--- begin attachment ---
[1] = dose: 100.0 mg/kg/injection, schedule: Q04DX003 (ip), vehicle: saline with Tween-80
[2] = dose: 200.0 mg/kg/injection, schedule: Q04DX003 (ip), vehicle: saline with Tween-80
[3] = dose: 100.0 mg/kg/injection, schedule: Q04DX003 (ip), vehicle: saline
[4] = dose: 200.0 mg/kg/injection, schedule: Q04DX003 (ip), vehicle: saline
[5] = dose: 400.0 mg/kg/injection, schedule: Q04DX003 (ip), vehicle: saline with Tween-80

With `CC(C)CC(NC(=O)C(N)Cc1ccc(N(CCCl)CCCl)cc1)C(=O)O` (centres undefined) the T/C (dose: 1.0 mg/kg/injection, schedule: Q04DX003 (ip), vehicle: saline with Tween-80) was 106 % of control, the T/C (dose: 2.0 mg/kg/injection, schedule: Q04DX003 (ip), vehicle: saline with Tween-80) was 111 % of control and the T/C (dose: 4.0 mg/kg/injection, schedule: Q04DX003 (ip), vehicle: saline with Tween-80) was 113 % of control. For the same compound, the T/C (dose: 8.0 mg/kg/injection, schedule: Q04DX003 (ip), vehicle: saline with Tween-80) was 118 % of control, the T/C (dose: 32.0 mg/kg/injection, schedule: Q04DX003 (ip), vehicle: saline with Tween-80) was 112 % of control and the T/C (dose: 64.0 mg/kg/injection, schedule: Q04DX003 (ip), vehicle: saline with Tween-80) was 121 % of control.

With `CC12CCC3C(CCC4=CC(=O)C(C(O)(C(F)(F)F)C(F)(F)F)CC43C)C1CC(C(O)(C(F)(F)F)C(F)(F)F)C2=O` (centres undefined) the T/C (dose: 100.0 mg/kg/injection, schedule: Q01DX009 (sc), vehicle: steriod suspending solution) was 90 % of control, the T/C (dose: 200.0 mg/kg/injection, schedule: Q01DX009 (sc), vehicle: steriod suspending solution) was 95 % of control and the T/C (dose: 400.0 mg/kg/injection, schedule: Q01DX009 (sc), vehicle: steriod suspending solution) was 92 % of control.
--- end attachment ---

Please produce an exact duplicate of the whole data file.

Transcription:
[1] = dose: 100.0 mg/kg/injection, schedule: Q04DX003 (ip), vehicle: saline with Tween-80
[2] = dose: 200.0 mg/kg/injection, schedule: Q04DX003 (ip), vehicle: saline with Tween-80
[3] = dose: 100.0 mg/kg/injection, schedule: Q04DX003 (ip), vehicle: saline
[4] = dose: 200.0 mg/kg/injection, schedule: Q04DX003 (ip), vehicle: saline
[5] = dose: 400.0 mg/kg/injection, schedule: Q04DX003 (ip), vehicle: saline with Tween-80

With `CC(C)CC(NC(=O)C(N)Cc1ccc(N(CCCl)CCCl)cc1)C(=O)O` (centres undefined) the T/C (dose: 1.0 mg/kg/injection, schedule: Q04DX003 (ip), vehicle: saline with Tween-80) was 106 % of control, the T/C (dose: 2.0 mg/kg/injection, schedule: Q04DX003 (ip), vehicle: saline with Tween-80) was 111 % of control and the T/C (dose: 4.0 mg/kg/injection, schedule: Q04DX003 (ip), vehicle: saline with Tween-80) was 113 % of control. For the same compound, the T/C (dose: 8.0 mg/kg/injection, schedule: Q04DX003 (ip), vehicle: saline with Tween-80) was 118 % of control, the T/C (dose: 32.0 mg/kg/injection, schedule: Q04DX003 (ip), vehicle: saline with Tween-80) was 112 % of control and the T/C (dose: 64.0 mg/kg/injection, schedule: Q04DX003 (ip), vehicle: saline with Tween-80) was 121 % of control.

With `CC12CCC3C(CCC4=CC(=O)C(C(O)(C(F)(F)F)C(F)(F)F)CC43C)C1CC(C(O)(C(F)(F)F)C(F)(F)F)C2=O` (centres undefined) the T/C (dose: 100.0 mg/kg/injection, schedule: Q01DX009 (sc), vehicle: steriod suspending solution) was 90 % of control, the T/C (dose: 200.0 mg/kg/injection, schedule: Q01DX009 (sc), vehicle: steriod suspending solution) was 95 % of control and the T/C (dose: 400.0 mg/kg/injection, schedule: Q01DX009 (sc), vehicle: steriod suspending solution) was 92 % of control.